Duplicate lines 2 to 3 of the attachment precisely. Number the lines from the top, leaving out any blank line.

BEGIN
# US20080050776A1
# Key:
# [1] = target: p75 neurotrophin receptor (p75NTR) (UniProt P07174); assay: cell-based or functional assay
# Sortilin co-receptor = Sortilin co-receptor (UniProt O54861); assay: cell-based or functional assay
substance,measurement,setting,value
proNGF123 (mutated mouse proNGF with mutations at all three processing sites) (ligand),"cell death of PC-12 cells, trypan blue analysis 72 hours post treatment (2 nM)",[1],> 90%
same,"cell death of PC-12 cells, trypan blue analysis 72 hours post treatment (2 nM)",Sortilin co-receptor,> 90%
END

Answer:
# Key:
# [1] = target: p75 neurotrophin receptor (p75NTR) (UniProt P07174); assay: cell-based or functional assay